Gout is a form of arthritis characterized by sudden severe pain, redness and tenderness in the joints especially the big toe. It usually last for 3-10 days followed by a pain-free period before the next episode happens.
Gout is an abnormal metabolism of uric acid that results to excess deposition in the tissues of blood. People with gout either produce excessive uric acid or their kidneys are inadequate in eliminating it.
Causes of gout
- High levels of uric acid in the blood
- Being overweight
- Drinking alcohol
- Eating meat and fish with high levels of purines
- Water pills or diuretics
- Conditions such as diabetes, hypertension and kidney stones
- Lack of physical exercise
- Severe pain and swelling of the big toe
- Severe tenderness and inflammation on the joints
- Can affect the lower-body joints such as the knee or ankle
- It usually affects one joint at a time, but if not treated properly can affect many joints
- The crystals can become kidney stones
- Take plenty of rest during a gout attack. Avoid performing activities that cause pain on the affected area for fast healing of the condition.
- Keep the area bare especially the foot and the leg. Weight from any clothing or bedding material adds more pain to the area.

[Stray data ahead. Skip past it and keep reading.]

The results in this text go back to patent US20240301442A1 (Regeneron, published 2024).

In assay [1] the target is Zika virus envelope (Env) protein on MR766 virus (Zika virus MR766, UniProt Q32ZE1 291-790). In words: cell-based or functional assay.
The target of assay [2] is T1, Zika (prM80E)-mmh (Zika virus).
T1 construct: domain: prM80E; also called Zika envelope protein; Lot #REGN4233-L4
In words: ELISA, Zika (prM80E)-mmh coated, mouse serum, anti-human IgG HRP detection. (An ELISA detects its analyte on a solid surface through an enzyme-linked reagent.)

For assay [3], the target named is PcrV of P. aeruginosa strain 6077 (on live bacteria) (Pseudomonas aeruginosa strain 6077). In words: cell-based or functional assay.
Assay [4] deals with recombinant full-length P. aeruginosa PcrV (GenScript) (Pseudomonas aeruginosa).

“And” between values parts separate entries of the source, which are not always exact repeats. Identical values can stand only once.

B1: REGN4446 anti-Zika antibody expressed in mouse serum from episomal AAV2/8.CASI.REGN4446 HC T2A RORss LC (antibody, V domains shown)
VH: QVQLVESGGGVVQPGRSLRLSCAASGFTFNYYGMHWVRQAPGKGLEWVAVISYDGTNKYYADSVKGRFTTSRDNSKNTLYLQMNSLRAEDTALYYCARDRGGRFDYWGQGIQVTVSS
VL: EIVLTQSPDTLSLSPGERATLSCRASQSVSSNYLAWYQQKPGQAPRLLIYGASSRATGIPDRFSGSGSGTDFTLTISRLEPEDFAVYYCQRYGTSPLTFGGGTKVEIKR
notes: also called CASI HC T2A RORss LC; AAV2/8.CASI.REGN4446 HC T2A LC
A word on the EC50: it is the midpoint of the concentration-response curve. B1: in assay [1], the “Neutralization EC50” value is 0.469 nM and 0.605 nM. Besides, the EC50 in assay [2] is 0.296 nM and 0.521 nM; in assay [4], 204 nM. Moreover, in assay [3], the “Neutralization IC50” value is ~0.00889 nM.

- Take the prescribed over-the-counter anti-inflammatory medications such as ibuprofen to lessen the inflammation. Avoid taking aspirin to prevent raising the level of uric acid in the blood.
- Avoid consumption of high-purine foods. Avoid organ meats such as liver and kidney, food and drinks high in fructose corn syrup as well as red meats such as lamb, beef and pork.
- Avoid excessive intake of alcohol to prevent elevating the uric acid level.
- Keep the body properly hydrated. Drinking plenty of water prevents the formation of urate crystals in the joint and lessens the risk for recurrent gout attacks. Drink at least 8-12 glasses of water every day. During an attack, drink at least 16 glasses every day to flush out the uric acid.
- Elevate the affected area using a couple of pillows and apply an ice pack for at least 20-30 minutes at a time several times every day to lessen the inflammation. Avoid placing the pack directly on the skin to prevent further damage.